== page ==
Read: How Range of Motion Programs CrossFit
Exercise is a form of stress. It’s a positive stress (eustress), but stress non-the-less. Exercise causes inflammation. In severe cases, inflammation can become severe, called ‘chronic inflammation’. This is when the signs of inflammation persist for longer that four to six weeks. This is one of these conditions that ice could have had fixed in two days, but instead becomes a major disabler. From a mechanical perspective, the major cause of chronic inflammation is irritation and interference with repair. Ice causes constriction of the blood vessels (vasoconstriction), reducing spasm, pain and bleeding. If in doubt, ice (for pretty much everything ‘cept frostbite!)
Ice not only injured joints and muscles, but also sore muscles. Ice baths suck, but they work.
Read: Im Injured! What Do I Do!? and Inflammation.
Post Exercise Nutrition:
Within 10 minutes of finishing a workout, do exactly this:
Consume an easily digestible protein that wont take a huge amount of blood away from the skeletal muscles to digest. I suggest an unflavoured whey protein mixed in water. Easily digestible with a high bioavailability.
This should be mixed with very high Glycaemic Index carbohydrates. Maldextrose (glucose) is the best you can get. The aim is to replenish the stores of glycogen in the muscles and in the liver. Glucose is the best method for achieving this. Hepatic (in the liver) glycogen is responsible for keeping blood sugar at a constant level. These extra stores of glycogen are invaluable to prevent periodic crashes in blood sugar and energy levels throughout the day. We want to give our body all the tools to manage our energy requirement ultra-precisely. This is the only time where high GI carbohydrates are a good thing.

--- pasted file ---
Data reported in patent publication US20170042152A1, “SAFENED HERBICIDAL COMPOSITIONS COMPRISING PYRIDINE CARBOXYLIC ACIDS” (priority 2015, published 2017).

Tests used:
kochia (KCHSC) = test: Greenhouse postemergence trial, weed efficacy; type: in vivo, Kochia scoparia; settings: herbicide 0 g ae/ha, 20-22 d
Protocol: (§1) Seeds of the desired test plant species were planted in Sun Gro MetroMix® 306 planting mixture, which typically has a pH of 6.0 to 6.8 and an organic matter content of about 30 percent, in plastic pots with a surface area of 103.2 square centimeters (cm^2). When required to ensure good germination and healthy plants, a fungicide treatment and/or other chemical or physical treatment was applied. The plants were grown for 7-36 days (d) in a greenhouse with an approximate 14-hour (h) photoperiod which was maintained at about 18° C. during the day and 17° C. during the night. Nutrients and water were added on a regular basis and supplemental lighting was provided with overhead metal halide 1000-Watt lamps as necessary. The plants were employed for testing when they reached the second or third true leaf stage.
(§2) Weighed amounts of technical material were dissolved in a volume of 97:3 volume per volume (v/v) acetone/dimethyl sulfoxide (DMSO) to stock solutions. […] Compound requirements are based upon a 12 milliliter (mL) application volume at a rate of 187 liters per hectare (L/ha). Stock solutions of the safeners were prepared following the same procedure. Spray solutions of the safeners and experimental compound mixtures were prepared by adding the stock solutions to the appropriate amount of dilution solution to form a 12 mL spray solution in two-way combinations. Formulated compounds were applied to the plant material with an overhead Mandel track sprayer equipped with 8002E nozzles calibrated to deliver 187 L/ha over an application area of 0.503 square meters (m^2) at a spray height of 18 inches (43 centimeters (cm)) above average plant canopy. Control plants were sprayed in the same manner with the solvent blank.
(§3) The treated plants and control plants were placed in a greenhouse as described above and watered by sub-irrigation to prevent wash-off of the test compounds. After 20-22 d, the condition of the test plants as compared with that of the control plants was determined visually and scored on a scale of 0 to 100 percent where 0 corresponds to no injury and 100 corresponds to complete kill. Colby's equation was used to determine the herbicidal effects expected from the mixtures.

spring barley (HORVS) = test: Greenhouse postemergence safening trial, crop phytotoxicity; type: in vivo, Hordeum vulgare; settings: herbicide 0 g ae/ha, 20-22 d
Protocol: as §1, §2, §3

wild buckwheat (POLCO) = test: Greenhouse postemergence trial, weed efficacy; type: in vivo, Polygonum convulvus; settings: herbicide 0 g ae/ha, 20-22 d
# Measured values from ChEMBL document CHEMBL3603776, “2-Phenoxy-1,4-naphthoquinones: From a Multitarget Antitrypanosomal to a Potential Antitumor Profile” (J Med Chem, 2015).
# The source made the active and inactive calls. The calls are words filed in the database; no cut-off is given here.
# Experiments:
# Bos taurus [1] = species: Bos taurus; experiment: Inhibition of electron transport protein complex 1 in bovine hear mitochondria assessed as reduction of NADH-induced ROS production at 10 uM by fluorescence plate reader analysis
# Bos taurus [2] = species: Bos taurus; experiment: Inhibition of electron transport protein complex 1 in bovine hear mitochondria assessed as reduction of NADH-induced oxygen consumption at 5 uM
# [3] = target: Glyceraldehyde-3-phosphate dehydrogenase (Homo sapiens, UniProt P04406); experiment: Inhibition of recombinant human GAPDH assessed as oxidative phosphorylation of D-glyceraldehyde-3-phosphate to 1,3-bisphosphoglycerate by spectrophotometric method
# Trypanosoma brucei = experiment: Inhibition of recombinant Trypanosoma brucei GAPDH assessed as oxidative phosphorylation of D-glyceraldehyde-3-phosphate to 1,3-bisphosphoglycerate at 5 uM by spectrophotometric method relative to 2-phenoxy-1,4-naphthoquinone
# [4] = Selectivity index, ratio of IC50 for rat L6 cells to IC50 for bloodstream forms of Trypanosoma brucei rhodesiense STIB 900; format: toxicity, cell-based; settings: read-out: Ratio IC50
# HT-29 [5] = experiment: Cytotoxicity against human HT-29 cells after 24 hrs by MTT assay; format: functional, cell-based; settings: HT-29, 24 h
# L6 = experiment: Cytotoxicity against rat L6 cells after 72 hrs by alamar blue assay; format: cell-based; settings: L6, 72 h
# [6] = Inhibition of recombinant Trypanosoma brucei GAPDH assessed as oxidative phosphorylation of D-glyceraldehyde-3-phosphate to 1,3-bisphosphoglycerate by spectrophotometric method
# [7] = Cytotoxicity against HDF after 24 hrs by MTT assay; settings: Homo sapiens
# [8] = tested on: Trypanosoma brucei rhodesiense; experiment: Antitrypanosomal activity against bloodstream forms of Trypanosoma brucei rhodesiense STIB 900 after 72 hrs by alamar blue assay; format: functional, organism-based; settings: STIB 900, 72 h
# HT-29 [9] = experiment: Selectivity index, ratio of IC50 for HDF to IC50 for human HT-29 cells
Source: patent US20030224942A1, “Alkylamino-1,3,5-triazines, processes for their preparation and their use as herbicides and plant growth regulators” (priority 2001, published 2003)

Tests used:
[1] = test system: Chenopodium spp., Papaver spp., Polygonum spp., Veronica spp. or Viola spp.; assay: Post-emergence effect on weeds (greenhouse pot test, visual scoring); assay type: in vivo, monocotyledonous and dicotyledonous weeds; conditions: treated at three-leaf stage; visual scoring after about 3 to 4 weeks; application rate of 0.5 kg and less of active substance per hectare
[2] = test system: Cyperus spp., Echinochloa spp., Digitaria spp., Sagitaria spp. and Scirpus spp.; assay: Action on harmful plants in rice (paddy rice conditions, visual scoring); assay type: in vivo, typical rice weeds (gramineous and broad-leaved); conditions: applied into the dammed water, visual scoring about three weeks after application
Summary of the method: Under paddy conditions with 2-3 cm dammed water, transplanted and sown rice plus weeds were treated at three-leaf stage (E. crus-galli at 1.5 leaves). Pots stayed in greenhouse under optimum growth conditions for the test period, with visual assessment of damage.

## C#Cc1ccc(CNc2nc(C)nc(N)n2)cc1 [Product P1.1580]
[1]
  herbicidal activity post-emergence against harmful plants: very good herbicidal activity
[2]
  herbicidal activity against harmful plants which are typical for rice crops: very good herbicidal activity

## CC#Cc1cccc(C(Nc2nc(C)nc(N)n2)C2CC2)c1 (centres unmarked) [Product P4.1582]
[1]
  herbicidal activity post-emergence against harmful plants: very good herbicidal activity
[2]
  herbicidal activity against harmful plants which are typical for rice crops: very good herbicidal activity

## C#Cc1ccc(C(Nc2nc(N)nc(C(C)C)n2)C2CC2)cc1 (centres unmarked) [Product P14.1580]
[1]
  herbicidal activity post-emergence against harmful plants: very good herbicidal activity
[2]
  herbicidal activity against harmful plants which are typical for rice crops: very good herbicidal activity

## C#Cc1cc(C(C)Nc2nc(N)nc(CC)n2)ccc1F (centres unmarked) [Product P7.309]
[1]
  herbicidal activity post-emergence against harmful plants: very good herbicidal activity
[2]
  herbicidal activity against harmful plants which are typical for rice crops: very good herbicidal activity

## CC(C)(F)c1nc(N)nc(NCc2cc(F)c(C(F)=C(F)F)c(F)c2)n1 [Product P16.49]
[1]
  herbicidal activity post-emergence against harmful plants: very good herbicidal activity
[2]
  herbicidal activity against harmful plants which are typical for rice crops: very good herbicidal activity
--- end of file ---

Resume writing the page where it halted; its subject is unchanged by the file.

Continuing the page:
My recommendation would be to consume approximately 30g of whey protein and 60 of carbohydrates IMMEDIATELY after a workout.
Read: Post Workout Nutrition – Literature Review, Post Workout Nutrition and Fuelling Your Body on Competition Day.
Pre- and Post- Exercise Routines:
A warm up should not be generic, but rather, specific to the movement being performed in the workout.
Aside from the injury prevention benefits of a warm-up, the efficiency of movement can be drastically improved, leading to greater power output and increased work capacity. This is achieved by activating structures that are otherwise inhibited, and releasing structures that are otherwise tight.
Post exercise, recovery and restoration of function following an exercise will result in a healthier musculo-skeletal system and improved future performance. This is achieved through musculo-skeletal release and PNF stretching.
Foam rollers and trigger point balls should be your best friends (although they will hurt you).
Read: Pre and Post Exercise Routines
Fish Oil Supplementation:
Fish oil supplementation aids in maximising muscle and nervous system recovery, including the maintenance of a favourable omega 3:6 profile. This is particularly useful if you’re consuming grain fed meat (grass fed is ideal but not realistic for everyone).
It’s very hard to OD on this stuff, but if you’re getting excessive, see a Medical Professional etc.
Dan Williams is the Director of Range of Motion. He has a Bachelor of Science (Exercise and Health Science) and a Postgraduate Bachelor of Exercise Rehabilitation Science from The University of Western Australia, with minors in Biomechanics and Sport Psychology. He has worked with many thousands of individuals along the full spectrum of health, and has coached at The CrossFit Games. He regularly presents to corporate and fitness industry groups and mentors Fitness Professionals.